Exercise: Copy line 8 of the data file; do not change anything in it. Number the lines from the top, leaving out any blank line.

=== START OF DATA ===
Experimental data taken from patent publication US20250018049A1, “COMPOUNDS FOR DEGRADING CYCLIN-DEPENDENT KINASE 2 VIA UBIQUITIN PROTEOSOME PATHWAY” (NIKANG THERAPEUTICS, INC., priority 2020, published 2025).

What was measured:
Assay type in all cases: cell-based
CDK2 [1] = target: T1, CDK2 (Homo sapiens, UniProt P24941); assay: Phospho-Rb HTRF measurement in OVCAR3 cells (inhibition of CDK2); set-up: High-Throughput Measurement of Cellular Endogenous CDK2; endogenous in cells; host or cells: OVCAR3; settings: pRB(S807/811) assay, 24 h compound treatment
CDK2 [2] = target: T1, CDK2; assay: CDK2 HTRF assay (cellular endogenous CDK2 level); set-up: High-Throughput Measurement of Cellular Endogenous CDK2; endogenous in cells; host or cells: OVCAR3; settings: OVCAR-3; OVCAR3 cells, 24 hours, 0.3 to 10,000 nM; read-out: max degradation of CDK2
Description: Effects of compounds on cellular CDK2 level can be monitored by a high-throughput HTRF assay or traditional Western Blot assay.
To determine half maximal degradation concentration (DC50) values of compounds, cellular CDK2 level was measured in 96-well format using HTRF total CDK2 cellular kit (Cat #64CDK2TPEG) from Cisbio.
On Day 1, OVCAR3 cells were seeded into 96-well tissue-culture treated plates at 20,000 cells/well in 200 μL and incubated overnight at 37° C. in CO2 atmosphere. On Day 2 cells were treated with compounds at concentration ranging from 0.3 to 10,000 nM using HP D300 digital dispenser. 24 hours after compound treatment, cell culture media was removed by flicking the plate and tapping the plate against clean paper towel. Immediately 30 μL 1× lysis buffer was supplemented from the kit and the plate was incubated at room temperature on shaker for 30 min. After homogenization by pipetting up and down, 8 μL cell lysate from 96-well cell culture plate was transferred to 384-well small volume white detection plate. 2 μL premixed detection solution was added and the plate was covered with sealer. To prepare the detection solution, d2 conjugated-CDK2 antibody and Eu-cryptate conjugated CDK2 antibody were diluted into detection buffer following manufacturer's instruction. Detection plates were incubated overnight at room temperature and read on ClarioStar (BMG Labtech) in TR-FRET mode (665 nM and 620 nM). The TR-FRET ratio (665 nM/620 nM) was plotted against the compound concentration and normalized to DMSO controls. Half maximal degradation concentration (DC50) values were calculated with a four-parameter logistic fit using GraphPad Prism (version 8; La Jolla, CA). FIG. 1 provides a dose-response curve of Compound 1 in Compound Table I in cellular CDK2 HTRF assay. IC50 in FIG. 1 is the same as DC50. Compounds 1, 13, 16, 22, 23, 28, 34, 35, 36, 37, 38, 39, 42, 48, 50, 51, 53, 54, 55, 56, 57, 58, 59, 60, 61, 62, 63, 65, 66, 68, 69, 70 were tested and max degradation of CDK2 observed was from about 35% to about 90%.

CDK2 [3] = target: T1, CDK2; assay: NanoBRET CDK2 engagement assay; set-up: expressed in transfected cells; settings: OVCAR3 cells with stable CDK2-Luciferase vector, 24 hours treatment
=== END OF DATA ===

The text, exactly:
On Day 1, OVCAR3 cells were seeded into 96-well tissue-culture treated plates at 20,000 cells/well in 200 μL and incubated overnight at 37° C. in CO2 atmosphere. On Day 2 cells were treated with compounds at concentration ranging from 0.3 to 10,000 nM using HP D300 digital dispenser. 24 hours after compound treatment, cell culture media was removed by flicking the plate and tapping the plate against clean paper towel. Immediately 30 μL 1× lysis buffer was supplemented from the kit and the plate was incubated at room temperature on shaker for 30 min. After homogenization by pipetting up and down, 8 μL cell lysate from 96-well cell culture plate was transferred to 384-well small volume white detection plate. 2 μL premixed detection solution was added and the plate was covered with sealer. To prepare the detection solution, d2 conjugated-CDK2 antibody and Eu-cryptate conjugated CDK2 antibody were diluted into detection buffer following manufacturer's instruction. Detection plates were incubated overnight at room temperature and read on ClarioStar (BMG Labtech) in TR-FRET mode (665 nM and 620 nM). The TR-FRET ratio (665 nM/620 nM) was plotted against the compound concentration and normalized to DMSO controls. Half maximal degradation concentration (DC50) values were calculated with a four-parameter logistic fit using GraphPad Prism (version 8; La Jolla, CA). FIG. 1 provides a dose-response curve of Compound 1 in Compound Table I in cellular CDK2 HTRF assay. IC50 in FIG. 1 is the same as DC50. Compounds 1, 13, 16, 22, 23, 28, 34, 35, 36, 37, 38, 39, 42, 48, 50, 51, 53, 54, 55, 56, 57, 58, 59, 60, 61, 62, 63, 65, 66, 68, 69, 70 were tested and max degradation of CDK2 observed was from about 35% to about 90%.